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I can just see the textbooks now, "And here we have an image of algae found only in the aquarium hobby, Karmal Algae" :lol:
 

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Wow, I'd be afraid of that stuff strangling me in my sleep. :eek:
It looks fairly reminiscent of the stuff I get growing in my XP2 hoses. Every few months I remove the canister and run it in a bucket of water and bleach to clear them out, otherwise, I get strands of white stuff in the tank anytime the hoses are disturbed or moved.

Edit: After some googling for white aquarium growth I've discovered that it's probably a fungus and not algae. Some antifungal meds should clear it up, probably less than a recommended dosage.
 

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Fungus sounds like a good suggestion. If that's it, holding off on the frozen food for a while should help, and generally feed only sparingly - maybe every other day. Plecos don't like meds very much, and neither do B. Rams or Tetras, but there are some mild fungicides on the market. If you want to stay natural, you could even throw in some elder cones, which have antifungal properties.

But even if it is not algae, 14h of light per day is too much. I generally recommend 8-10h. Plants can only make use of light for about that long. The rest goes into growing algae.
 

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I would remove the driftwood also. I had something similar to this on a much smaller level. It was growing on my wood and I took the wood out before it spread. Never saw the stuff again.
 

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I had something similar after I placed driftwood in my tank, but only a small outbreak. I mistakenly took the advice of our local petshop when they said the wood was already seasoned and it would be ok to put straight into the tank (forgive me I am a newbie) so I took the wood home scrubbed it to remove loose bits and put in the tank. Within a couple of hours not only did the tank start browning up but I had the hairlike white stuff growing. I ended up stripping the tank down bleaching and then boiling the driftwood for around 13 hours. Haven't had the growth return.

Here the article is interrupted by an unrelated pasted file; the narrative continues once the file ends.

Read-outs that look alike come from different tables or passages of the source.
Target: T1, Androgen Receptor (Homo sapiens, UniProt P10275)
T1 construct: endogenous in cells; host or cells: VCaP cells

Adrian
 

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Discussion Starter · #19 ·
UPDATE: Okay, last week it returned to the glass and overall was not as bad as previous weeks. However it continues to impact my filter, but not in the same way it was. Every two days the foam in the filter gets clogged with a brown slime. Removing the foam and squeezing it produces a big thick blob of brown slime that holds together (will get a photo next time) even in the sink. I also noticed the color of the foam is not changing like previously. It still looks new and hasn't browned like previous ones.
Fungus was definitely something I considered. I don't believe the wood is causing it, since one of the pieces of wood was used in a previous tank with no problems and the other two pieces are from a reputable source. At any rate, the wood was in there for quite some time before this stuff showed up.
I have purchase five Oto Cats to aid in the algae consumption process.
I have stopped feeding frozen food this week to see if that could make a difference. I'm thinking it could be possible that some sort of fungus may be growing in the food. Since an entire cube is too much for my fish, I usually defrost it in a cup of tank water and keep it in the refrigerator and feed them over several days. I know that you are supposed to keep unused portions frozen, but I can't break the cubes down without thawing them and I know refreezing is not recommended. So I'm thinking that perhaps a fungus or something may be growing on the food (or maybe something that is dormant under frozen conditions is activated in the cooler fridge) and is being introduced to my tank in that manner. I'll see how it goes this week.